Little things can cause big problems
is particulate matter?
Where does it come from?
PM 10 & PM 2.5 ... Huh?
Why should you be concerned?
What is being done?
What can you do about it?
What is particulate matter?
Thick, black smoke
belching out of the exhaust pipes of vehicles. Swirls of dust
picked up by the wind. Ash and soot coming
from your campfire. These are all examples of
particulate matter (PM).
is the term used for solid or liquid particles emitted to the
air. Some particles are large enough to be seen, and others are
so small they can only be detected with an electron microscope.
particulate matter come from?
matter can come from many sources.
activity which involves burning of materials or any dust
generating activities are sources of PM. Some sources are
natural, such as volcanoes and water mist.
huge quantities of particulate and many of these sources are regulated, such as smoke stacks at factories,
power plants, and
auto paint shops. However, there are many sources that are not
regulated and your home is one of them. We often burn wood or
coal for heat in the winter, we can release dust into the air
in our yards, and during renovation, large amounts of dust may be
released if they are not kept in check. Vehicles, like our cars
and SUVs, produce particulates, as do gas powered lawn mowers,
leaf blowers, and weed whackers.
PM 10 &
PM 2.5 ... Huh?
Protection Agency (EPA), many health professionals, and, of
course, the Hamilton County Department of Environmental Services are
all very concerned about particulate pollution. In fact, the
concern about particulates is related to their very small size.
Since the late 1970's, we only
monitored particulate matter pollution that was 10 microns in diameter or
less, called PM 10. A micron (or micrometer) is a millionth of a
meter. To give you an idea of how small PM 10 is, the dot above
the letter "i" in a typical newspaper measures about 400
2000 particles of PM2.5 could fit
end-to-end across one end of a paper clip!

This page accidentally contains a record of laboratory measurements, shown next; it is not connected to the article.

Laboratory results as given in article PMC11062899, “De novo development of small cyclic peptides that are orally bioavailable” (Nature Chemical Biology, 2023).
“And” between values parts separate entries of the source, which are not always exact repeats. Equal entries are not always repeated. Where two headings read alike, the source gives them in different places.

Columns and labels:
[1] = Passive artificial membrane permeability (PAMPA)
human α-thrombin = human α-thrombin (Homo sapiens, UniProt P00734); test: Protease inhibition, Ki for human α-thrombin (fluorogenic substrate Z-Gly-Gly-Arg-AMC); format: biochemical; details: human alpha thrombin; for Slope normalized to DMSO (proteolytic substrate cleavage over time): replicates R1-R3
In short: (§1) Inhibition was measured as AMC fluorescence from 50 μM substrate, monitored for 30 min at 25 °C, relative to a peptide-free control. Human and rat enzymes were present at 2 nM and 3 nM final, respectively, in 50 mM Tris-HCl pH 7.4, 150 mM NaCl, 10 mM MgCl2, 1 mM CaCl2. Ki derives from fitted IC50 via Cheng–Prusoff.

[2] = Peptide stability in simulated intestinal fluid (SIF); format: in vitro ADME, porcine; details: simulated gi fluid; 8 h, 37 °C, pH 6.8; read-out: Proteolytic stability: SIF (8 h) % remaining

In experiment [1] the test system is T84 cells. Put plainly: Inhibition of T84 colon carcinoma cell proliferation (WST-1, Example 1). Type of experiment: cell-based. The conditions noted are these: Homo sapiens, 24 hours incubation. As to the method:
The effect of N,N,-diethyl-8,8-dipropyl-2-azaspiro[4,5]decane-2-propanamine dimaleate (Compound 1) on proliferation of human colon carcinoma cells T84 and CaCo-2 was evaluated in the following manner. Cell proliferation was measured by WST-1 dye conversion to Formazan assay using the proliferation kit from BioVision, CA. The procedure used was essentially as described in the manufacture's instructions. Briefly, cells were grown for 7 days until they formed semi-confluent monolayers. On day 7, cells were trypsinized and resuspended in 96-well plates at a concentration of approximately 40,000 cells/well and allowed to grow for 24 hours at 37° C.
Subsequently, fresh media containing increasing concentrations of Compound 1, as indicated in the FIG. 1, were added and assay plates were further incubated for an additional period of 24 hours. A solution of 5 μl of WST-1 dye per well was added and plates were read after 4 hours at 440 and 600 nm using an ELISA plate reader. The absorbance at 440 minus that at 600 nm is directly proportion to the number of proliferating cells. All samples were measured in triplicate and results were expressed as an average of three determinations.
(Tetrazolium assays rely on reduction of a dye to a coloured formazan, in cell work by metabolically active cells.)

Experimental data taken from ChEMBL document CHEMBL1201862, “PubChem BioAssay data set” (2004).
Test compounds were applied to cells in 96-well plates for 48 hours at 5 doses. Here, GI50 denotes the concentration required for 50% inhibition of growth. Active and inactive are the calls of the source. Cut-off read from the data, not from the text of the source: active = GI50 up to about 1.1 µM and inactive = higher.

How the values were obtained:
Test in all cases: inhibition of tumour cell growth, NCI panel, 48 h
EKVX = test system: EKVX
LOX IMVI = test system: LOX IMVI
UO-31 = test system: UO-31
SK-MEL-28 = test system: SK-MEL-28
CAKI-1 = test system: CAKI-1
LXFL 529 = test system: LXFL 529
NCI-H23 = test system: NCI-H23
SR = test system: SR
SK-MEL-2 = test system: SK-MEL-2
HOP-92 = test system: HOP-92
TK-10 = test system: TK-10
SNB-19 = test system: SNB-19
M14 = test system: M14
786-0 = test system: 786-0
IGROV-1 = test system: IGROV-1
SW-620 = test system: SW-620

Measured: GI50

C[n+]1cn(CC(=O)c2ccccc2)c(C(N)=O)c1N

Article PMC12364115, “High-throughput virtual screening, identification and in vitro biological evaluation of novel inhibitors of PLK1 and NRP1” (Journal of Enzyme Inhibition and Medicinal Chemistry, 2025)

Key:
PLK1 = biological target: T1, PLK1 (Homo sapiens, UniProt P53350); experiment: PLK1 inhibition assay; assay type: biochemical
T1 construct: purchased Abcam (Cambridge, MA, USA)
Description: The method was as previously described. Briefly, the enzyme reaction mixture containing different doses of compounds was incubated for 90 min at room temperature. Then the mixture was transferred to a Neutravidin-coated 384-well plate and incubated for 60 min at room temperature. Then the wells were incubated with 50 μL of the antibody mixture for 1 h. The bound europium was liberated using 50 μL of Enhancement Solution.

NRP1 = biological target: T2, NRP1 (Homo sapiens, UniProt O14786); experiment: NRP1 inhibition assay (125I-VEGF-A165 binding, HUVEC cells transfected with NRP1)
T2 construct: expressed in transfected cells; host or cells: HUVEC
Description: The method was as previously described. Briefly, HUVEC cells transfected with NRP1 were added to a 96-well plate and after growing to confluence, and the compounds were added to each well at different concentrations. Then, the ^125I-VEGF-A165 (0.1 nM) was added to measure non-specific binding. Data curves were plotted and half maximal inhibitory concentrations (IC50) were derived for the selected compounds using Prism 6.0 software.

PM 10 particles are small
enough to be inhaled and accumulate in the respiratory system. In the last decade,
health studies indicated that particles even smaller than PM 10 can
cause even more health problems! Now, in addition to monitoring PM 10,
scientists and technicians monitor fine particles called PM 2.5,
these particles measure 2.5 microns in diameter or smaller, or
about 1/10,000 of an inch. These tiny particles are about
30 times smaller than the width of a hair on your head! These tiny particles
are small enough to get inhaled past our defensive nose hairs
and into our lungs. But it doesn't stop there! PM 2.5 can pass from
our lungs into our blood supply and be carried throughout our
To protect us from the
harm of air pollutants, the U.S. Environmental Protection Agency
(USEPA) established National Ambient Air Quality Standards (NAAQS)
for criteria air pollutants that are thought to cause the most
harm to the health of humans and the environment. Particulate
matter is one of these criteria pollutants.
There are two PM
10 standards, a 24-hour standard and an annual standard. These
To determine if an area
meets the annual standard, data is collected daily and averaged
over the entire year. The last three years of annual
averages are used to determine attainment. An area will meet
the 24-hour standard if the number of days per calendar year
above 150 ug/m3 is equal to or less than "1."
In 1997, the USEPA
revised their PM standard to take into account new findings
about significant health problems associated with fine
particulates, PM 2.5 and smaller. To the old PM10 standards, the USEPA added two new
PM 2.5 standards set at:
Based on the 1999, 2000,
and 2001 data, southwestern Ohio will not meet the new fine
Why should you be concerned about particulate matter?
As you have just found out in the
section above, some tiny pieces of particulate matter, PM 2.5,
are small enough to pass from our lungs to our bloodstream.
PM can alter the body's defense
systems against foreign materials, damage lung tissues,
aggravate existing respiratory and cardiovascular disease, and
can lead to cancer. In some cases, PM exposure can even lead to
premature death. Adverse health effects have
been associated with exposures to PM over both short periods
(such as a day) and longer periods (a year or more).
The people who are most at risk are
people with asthma, influenza, lung, heart, or cardiovascular disease,
the elderly, and children.
The human immune system developed in a
environment where dust was made of large particles. Humans have
developed a means of protecting themselves against these large particles.
Particles larger than 10 microns generally get caught in the
nose and throat, never making it as far as the lungs.
Unfortunately, more recent human activity has created many
particles that are much smaller, which can make it past our
natural defenses, and can enter our systems. This is
why particles smaller than 10 microns are often called "inhaleable
particulates" and are regulated by the USEPA. Particles that are
smaller than 5 microns can get into the bronchial tubes and the
top of the lungs. Particles smaller than 2.5 microns in diameter
can get into the deepest portion of the lungs where the gas
exchange occurs between the air and blood stream. These are the
dangerous particles because the body has no efficient mechanisms
for removing them.
New studies have shown that there is
an 18% increase in deaths from heart disease among people with
long term exposure to particulate matter. "It's very different